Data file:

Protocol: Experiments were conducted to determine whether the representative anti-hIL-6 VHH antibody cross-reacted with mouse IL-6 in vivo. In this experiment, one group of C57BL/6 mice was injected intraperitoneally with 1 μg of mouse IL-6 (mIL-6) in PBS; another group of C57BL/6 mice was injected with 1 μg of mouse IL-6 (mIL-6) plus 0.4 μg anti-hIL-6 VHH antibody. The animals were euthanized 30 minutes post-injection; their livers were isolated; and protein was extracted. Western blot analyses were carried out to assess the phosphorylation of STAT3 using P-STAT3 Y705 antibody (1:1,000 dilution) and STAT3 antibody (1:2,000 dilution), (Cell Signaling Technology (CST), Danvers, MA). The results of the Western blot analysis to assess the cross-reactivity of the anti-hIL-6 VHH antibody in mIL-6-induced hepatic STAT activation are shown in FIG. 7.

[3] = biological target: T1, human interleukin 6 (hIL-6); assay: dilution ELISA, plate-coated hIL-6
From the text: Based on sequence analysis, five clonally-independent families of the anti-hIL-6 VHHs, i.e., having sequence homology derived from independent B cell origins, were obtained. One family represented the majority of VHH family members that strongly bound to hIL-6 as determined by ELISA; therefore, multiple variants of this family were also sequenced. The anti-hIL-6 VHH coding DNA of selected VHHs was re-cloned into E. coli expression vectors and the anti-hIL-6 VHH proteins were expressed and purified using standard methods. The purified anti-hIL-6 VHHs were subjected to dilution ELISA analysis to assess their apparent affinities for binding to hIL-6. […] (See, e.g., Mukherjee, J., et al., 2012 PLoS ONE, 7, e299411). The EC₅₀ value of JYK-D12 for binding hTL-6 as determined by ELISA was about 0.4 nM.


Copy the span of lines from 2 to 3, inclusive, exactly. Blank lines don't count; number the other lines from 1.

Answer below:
[3] = biological target: T1, human interleukin 6 (hIL-6); assay: dilution ELISA, plate-coated hIL-6
From the text: Based on sequence analysis, five clonally-independent families of the anti-hIL-6 VHHs, i.e., having sequence homology derived from independent B cell origins, were obtained. One family represented the majority of VHH family members that strongly bound to hIL-6 as determined by ELISA; therefore, multiple variants of this family were also sequenced. The anti-hIL-6 VHH coding DNA of selected VHHs was re-cloned into E. coli expression vectors and the anti-hIL-6 VHH proteins were expressed and purified using standard methods. The purified anti-hIL-6 VHHs were subjected to dilution ELISA analysis to assess their apparent affinities for binding to hIL-6. […] (See, e.g., Mukherjee, J., et al., 2012 PLoS ONE, 7, e299411). The EC₅₀ value of JYK-D12 for binding hTL-6 as determined by ELISA was about 0.4 nM.